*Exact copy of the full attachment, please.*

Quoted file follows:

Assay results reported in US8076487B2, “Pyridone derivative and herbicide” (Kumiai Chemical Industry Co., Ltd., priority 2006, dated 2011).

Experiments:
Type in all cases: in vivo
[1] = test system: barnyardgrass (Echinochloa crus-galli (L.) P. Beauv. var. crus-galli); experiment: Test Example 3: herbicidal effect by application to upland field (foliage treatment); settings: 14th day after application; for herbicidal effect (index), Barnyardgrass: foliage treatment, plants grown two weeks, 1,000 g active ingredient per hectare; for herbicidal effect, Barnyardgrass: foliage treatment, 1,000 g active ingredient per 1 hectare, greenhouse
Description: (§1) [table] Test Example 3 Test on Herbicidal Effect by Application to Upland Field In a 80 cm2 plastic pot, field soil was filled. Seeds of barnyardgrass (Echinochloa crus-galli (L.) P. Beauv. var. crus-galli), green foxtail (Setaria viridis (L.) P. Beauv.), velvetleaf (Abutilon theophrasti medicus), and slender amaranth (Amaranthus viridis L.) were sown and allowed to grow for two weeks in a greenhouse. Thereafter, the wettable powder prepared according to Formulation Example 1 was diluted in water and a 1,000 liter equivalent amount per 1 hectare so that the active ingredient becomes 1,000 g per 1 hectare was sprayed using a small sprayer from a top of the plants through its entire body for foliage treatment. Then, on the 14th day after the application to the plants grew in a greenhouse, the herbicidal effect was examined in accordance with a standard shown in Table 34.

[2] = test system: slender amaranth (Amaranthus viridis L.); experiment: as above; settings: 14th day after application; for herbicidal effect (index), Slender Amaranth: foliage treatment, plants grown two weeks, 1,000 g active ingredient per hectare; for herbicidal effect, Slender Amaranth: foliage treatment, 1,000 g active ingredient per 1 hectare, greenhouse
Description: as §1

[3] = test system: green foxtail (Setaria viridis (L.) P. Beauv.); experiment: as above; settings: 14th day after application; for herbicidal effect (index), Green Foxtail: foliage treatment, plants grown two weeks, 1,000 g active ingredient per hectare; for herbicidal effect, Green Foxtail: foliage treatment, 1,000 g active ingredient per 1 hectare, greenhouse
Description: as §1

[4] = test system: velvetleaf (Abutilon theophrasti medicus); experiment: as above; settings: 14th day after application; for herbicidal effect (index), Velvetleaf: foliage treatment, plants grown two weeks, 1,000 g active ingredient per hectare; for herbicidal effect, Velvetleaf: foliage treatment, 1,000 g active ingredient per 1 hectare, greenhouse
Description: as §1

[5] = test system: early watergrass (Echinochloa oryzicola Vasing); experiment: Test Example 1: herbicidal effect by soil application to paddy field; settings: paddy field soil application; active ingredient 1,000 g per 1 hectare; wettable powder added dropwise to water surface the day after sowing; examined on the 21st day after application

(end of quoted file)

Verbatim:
Assay results reported in US8076487B2, “Pyridone derivative and herbicide” (Kumiai Chemical Industry Co., Ltd., priority 2006, dated 2011).

Experiments:
Type in all cases: in vivo
[1] = test system: barnyardgrass (Echinochloa crus-galli (L.) P. Beauv. var. crus-galli); experiment: Test Example 3: herbicidal effect by application to upland field (foliage treatment); settings: 14th day after application; for herbicidal effect (index), Barnyardgrass: foliage treatment, plants grown two weeks, 1,000 g active ingredient per hectare; for herbicidal effect, Barnyardgrass: foliage treatment, 1,000 g active ingredient per 1 hectare, greenhouse
Description: (§1) [table] Test Example 3 Test on Herbicidal Effect by Application to Upland Field In a 80 cm2 plastic pot, field soil was filled. Seeds of barnyardgrass (Echinochloa crus-galli (L.) P. Beauv. var. crus-galli), green foxtail (Setaria viridis (L.) P. Beauv.), velvetleaf (Abutilon theophrasti medicus), and slender amaranth (Amaranthus viridis L.) were sown and allowed to grow for two weeks in a greenhouse. Thereafter, the wettable powder prepared according to Formulation Example 1 was diluted in water and a 1,000 liter equivalent amount per 1 hectare so that the active ingredient becomes 1,000 g per 1 hectare was sprayed using a small sprayer from a top of the plants through its entire body for foliage treatment. Then, on the 14th day after the application to the plants grew in a greenhouse, the herbicidal effect was examined in accordance with a standard shown in Table 34.

[2] = test system: slender amaranth (Amaranthus viridis L.); experiment: as above; settings: 14th day after application; for herbicidal effect (index), Slender Amaranth: foliage treatment, plants grown two weeks, 1,000 g active ingredient per hectare; for herbicidal effect, Slender Amaranth: foliage treatment, 1,000 g active ingredient per 1 hectare, greenhouse
Description: as §1

[3] = test system: green foxtail (Setaria viridis (L.) P. Beauv.); experiment: as above; settings: 14th day after application; for herbicidal effect (index), Green Foxtail: foliage treatment, plants grown two weeks, 1,000 g active ingredient per hectare; for herbicidal effect, Green Foxtail: foliage treatment, 1,000 g active ingredient per 1 hectare, greenhouse
Description: as §1

[4] = test system: velvetleaf (Abutilon theophrasti medicus); experiment: as above; settings: 14th day after application; for herbicidal effect (index), Velvetleaf: foliage treatment, plants grown two weeks, 1,000 g active ingredient per hectare; for herbicidal effect, Velvetleaf: foliage treatment, 1,000 g active ingredient per 1 hectare, greenhouse
Description: as §1

[5] = test system: early watergrass (Echinochloa oryzicola Vasing); experiment: Test Example 1: herbicidal effect by soil application to paddy field; settings: paddy field soil application; active ingredient 1,000 g per 1 hectare; wettable powder added dropwise to water surface the day after sowing; examined on the 21st day after application